9 3 USE OF Rh (D) IMMUNOGLOBULIN Table 3: Use of Rh (D) Immunoglobulin POTENTIAL SENSITISING EVENTS* PROPHYLAXIS 1st Trimester (< 12 weeks gestation) 2nd and 3rd Trimester ( 12 weeks gestation) Antenatal Postnatal Indication: Indication: Indication: Indication: Potential sensitising event. Potential sensitising event. All Rh (D) negative women at 28 and 34 weeks gestation with no preformed anti-d antibodies. All Rh (D) negative women who give birth to a Rh (D) positive baby unless it has been clearly documented that the woman already has preformed antibodies (alloimmunisation). Product & Dose Product & Dose Product & Dose Product & Dose Rh (D) immunoglobulin- VF 250 IU for singleton pregnancies 625 IU for multiple pregnancies Rh (D) immunoglobulin- VF 625 IU with additional doses to be given as indicated by results from the assessment of fetomaternal haemorrhage. Rh (D) Immunoglobulin- VF 625 IU. Rh (D) Immunoglobulin- VF 625 IU with additional doses to be given as indicated by the results from the assessment of feto-maternal haemorrhage. Route of administration: Given slowly by deep intramuscular injection Route of administration: Given slowly by deep intramuscular injection Route of administration: Given slowly by deep intramuscular injection Route of administration: Given slowly by deep intramuscular injection NOTE: In some circumstances, intravenous administration of Rh (D) Immunoglobulin may be warranted in which case the intravenous preparation of Rh (D) Immunoglobulin (RHOPHYLAC ) should be used. *POTENTIAL SENSITISING EVENTS Including: ectopic pregnancy termination of pregnancy miscarriage ultrasound guided procedures such as: - chorionic villus sampling - amniocentesis - cordocentesis - fetoscopy abdominal trauma that causes uterine activity and or abdominal pain antepartum haemorrhage external cephalic version birth NOTE: Rh (D) Immunoglobulin prophylaxis is a completely separate administration from Rh (D) Immunoglobulin required for potentially sensitising events regardless of when Rh (D) Immunoglobulin has previously been administered. CONTRAINDICATIONS Rh (D) Immunoglobulin should not be given to women: with preformed anti-d antibodies (alloimmunisation), except where the preformed antibodies are due to antenatal administration of Rh (D) Immunoglobulin; who are Rh (D) positive; who are Immunoglobulin A deficient, unless they have been tested and shown not to have circulating anti-iga antibodies; with a history of anaphylactic or other severe systemic reaction to Immunoglobulins. For women with severe thrombocytopenia or a coagulation disorder that contraindicates intramuscular injection, the intravenous preparation of Rh (D) Immunoglobulin should be used. GL2015_011 Issue date: September-2015 Page 4 of 13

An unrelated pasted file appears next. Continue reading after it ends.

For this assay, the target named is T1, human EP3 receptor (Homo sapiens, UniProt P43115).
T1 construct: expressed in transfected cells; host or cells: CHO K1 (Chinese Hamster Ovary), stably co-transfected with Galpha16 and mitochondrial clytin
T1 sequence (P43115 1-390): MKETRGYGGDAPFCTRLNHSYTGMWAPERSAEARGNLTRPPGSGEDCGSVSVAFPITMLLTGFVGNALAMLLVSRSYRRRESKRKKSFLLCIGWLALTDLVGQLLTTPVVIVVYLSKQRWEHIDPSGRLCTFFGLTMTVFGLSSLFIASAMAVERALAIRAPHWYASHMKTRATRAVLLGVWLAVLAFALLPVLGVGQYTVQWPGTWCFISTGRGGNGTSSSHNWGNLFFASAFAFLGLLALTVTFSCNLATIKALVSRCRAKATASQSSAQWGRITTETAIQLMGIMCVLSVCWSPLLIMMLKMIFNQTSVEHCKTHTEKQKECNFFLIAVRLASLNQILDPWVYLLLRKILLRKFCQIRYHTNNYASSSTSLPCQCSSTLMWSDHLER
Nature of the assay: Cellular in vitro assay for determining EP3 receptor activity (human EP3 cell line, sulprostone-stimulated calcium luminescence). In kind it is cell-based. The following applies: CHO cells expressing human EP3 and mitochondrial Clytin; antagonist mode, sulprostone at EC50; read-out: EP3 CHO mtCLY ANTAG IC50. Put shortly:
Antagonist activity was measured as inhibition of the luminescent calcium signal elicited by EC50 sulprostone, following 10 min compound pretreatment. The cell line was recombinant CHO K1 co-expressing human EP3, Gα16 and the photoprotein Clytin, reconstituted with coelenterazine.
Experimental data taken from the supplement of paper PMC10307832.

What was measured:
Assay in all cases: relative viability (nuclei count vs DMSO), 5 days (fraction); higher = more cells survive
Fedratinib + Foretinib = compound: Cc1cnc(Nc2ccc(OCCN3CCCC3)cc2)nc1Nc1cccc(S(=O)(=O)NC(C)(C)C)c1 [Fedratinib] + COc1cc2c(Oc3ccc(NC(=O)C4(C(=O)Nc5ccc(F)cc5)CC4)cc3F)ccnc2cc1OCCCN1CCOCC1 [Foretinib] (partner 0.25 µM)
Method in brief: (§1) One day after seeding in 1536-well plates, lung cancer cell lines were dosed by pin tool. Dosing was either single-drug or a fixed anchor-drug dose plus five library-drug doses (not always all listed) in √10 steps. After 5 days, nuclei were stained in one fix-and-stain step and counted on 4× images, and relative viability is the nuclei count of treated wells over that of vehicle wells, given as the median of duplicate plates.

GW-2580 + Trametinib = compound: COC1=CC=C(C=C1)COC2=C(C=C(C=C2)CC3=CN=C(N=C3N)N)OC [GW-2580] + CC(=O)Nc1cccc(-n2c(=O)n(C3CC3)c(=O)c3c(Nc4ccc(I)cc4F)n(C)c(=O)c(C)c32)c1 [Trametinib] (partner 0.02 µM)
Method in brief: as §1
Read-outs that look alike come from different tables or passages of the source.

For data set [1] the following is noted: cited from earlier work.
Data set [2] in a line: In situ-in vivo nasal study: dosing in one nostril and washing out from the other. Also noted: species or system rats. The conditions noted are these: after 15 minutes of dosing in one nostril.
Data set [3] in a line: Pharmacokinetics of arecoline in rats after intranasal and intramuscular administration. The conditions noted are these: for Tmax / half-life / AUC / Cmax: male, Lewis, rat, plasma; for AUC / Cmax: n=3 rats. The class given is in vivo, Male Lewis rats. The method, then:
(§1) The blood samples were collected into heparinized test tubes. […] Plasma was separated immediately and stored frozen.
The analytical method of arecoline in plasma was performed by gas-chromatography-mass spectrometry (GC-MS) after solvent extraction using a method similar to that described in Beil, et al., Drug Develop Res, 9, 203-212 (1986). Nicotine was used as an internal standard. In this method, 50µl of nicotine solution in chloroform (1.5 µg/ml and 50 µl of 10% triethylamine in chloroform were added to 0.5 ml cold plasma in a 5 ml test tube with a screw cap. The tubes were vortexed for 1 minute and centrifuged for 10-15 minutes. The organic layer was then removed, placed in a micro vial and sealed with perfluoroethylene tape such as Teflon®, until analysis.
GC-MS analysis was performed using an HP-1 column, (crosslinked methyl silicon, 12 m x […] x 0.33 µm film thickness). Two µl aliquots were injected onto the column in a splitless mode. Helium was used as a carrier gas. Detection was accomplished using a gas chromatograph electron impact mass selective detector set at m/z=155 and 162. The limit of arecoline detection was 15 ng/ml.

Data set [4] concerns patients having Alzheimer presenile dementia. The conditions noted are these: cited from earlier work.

10 4 ADMINISTRATION OF Rh (D) IMMUNOGLOBULIN Prophylactic Rh (D) Immunoglobulin and Rh (D) Immunoglobulin administered for potentially sensitising events should be viewed as a completely separate administration. Prophylactic Rh (D) Immunoglobulin is not an alternative to Rh (D) Immunoglobulin administered for potentially sensitising events and vice versa. Prophylactic Rh (D) Immunoglobulin should be given irrespective of whether Rh (D) Immunoglobulin has been administered for a potentially sensitising event. Similarly, potential sensitising events that occur after administration of Prophylactic Rh (D) Immunoglobulin should be covered with an additional dose of Rh (D) Immunoglobulin 625IU/mL; unless fetomaternal haemorrhage (FMH) test indicates that a larger dose is required 2. If Rh (D) Immunoglobulin has not been administered within 72 hours of either a sensitising event or birth a dose offered within 9-10 days may still provide protection Table 2: Rh (D) Immunoglobulin Dosage Rh (D) Immunoglobulin dosage as determined by size of FMH This table is a guide: It should only be used when laboratory results do not indicate number of vials to be administered. Estimated FMH (ml) Rh (D) Immunoglobulin vials (625IU/mL) required 3mL 1 6mL 1 12mL 2 18mL 3 24mL 4 If FMH is > 15mL always consult with Haematology and consider intravenous administration of Rh (D) Immunoglobulin (RHOPHYLAC ) For further information see Guidelines for Laboratory Assessment of Fetomaternal Haemorrhage, 2002, Australian & New Zealand Society of Blood Transfusion website: 4.2 Routine testing First antenatal visit ABO and Rh (D) typing for all pregnant women should occur as early as possible during each pregnancy and preferably at the first antenatal appointment. All current results should be reviewed with historical records and any discrepancies identified should be fully investigated and resolved 2. Antibody screening should be undertaken in conjunction with ABO and Rh (D) typing. Detection at the first antenatal visit of any antibody is abnormal and further clinical assessment should occur 2 and includes: Test to identify the presence of clinically significant red cell antibodies Assessment of the clinical significance of the antibody detected Previous transfusion history GL2015_011 Issue date: September-2015 Page 5 of 13